But as with most of Kawasaki’s features to date it’s the cast that seem to take most of the top honours. While The Rug Cop isn’t played as totally straight as the director’s former efforts it does hover on the brink between serious and tongue-in-cheek. Moto Fuyuki is delightful as the middle-aged “Det. Rug” in balancing his emotions of self-pity and determination for his work, but every moment we watch him throw his projectile hairpiece at crooks serves to remind us that the events we’re witnessing are nothing short of utterly ridiculous. And while the supporting players are plentiful and little more than caricatures they still bounce off of each other tremendously well and lap up their own strange quirks. Kudos to Minoru Kawasaki who always manages to gather wonderful ensembles for his zany little outings.


Presented anamorphically at 1.85:1 The Rug Cop has a nice looking transfer, though it’s not quite up there with Executive Koala’s. In comparison it’s notably softer, aliasing is a tad heavier and contrast a little higher (especially evident in sunny outdoor shots), but it’s stable, with a perfect colour balance, a solid amount of detail nonetheless and no signs of compression artefacts.

Likewise the Japanese DD2.0 track is perfectly fine. Obviously it doesn’t do anything to give anyone’s system a thorough workout, but it presents clear dialogue and effects, with no noticeable distortion.

Optional English subtitles are provided and these offer a well-timed translation with no obvious flaws.


As with Executive Koala the biggest feature on the disc is a Making Of, running in the region of thirty minutes. And like Executive Koala it briefly covers each day of the impressive seven day shoot. This takes us through the usual behind-the-scenes gubbins: the purification ceremony; actor read-throughs and introductions; mini interviews and all round having a blast. Certainly Kawasaki’s sets always seem to be filled with joy as everybody involved wholeheartedly gets into the spirit of things, not quite believing that they’re getting paid to arse around. That’s not to say they don’t take things seriously, as it’s obvious they’re giving their respective roles 100%. There’s a few good laughs to be had, and the general comradery shared between all is sweet.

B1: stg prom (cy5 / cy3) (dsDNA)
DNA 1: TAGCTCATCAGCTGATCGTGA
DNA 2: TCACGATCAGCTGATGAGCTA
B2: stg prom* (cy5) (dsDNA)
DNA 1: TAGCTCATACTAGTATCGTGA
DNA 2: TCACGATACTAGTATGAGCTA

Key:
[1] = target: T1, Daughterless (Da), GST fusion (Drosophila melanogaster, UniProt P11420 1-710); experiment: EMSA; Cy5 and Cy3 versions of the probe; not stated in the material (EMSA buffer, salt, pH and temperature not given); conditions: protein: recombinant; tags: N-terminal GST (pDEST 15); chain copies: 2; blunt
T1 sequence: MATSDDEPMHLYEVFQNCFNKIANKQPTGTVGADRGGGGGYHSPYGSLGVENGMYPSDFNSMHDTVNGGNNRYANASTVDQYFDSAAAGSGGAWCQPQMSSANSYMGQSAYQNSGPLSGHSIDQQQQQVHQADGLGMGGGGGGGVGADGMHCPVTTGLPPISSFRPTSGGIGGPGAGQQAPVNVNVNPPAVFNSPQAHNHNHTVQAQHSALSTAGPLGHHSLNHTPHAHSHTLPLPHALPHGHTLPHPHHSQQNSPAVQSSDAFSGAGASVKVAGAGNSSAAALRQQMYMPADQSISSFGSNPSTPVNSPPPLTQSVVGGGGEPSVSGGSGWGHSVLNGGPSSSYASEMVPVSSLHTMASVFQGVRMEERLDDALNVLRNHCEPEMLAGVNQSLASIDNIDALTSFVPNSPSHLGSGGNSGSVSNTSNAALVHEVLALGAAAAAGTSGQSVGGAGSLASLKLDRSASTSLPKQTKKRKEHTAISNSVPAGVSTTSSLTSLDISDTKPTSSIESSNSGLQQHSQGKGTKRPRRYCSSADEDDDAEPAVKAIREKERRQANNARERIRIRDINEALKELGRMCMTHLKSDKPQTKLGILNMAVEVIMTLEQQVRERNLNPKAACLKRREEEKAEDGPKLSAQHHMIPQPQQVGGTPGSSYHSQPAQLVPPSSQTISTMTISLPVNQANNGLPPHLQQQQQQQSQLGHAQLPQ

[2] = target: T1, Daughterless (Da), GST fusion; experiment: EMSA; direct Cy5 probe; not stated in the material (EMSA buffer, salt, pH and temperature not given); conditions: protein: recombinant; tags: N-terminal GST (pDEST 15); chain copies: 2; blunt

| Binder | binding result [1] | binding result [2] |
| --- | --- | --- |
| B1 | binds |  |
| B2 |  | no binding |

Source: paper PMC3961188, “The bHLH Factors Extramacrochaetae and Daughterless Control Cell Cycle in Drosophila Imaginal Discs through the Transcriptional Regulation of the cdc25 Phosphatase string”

Next up is Press Conference. At around eight minutes in length it covers no more than most similar pieces do. The actors are asked to discuss their characters and how they ended up working for Kawasaki, while the director himself explains where the inspiration for the film came from. There’s some subsequent footage of the press shoot and a look at the premiere, where the cast show up once more to oblige the audience.

Intro by Cast and Director runs for fifteen minutes and was specially recorded for the original Japanese DVD release. This features all of the principle cast members reminisce about working on the film, in addition to talking through their characters once more. It offers some very frank opinions and it’s nice to see those involved address certain issues in regards to the current state of Japanese cinema. Everyone here knows that they made nothing more than an unashamed, silly movie, but that every once in a while such things need to be done. Kawasaki offers some nice titbits as he explains more about the Japanese TV shows and films which inspired his film, and he reveals his hopes for a television series continuing the adventures of Detective Rug.

Rounding off the extra features is the original trailer.


The Rug Cop is most certainly a lot of fun, even if it lacks a bit of variety. While it starts off strongly it does run out of steam by the end, but there are still some thoroughly excellent moments to be had and the performances are absolutely wonderful throughout. I do hope that Minoru Kawasaki manages to film his sequel, or better still a television series, as it’s referenced several times during the bonus material and clearly the entire cast want to return and act like crazy fools once more.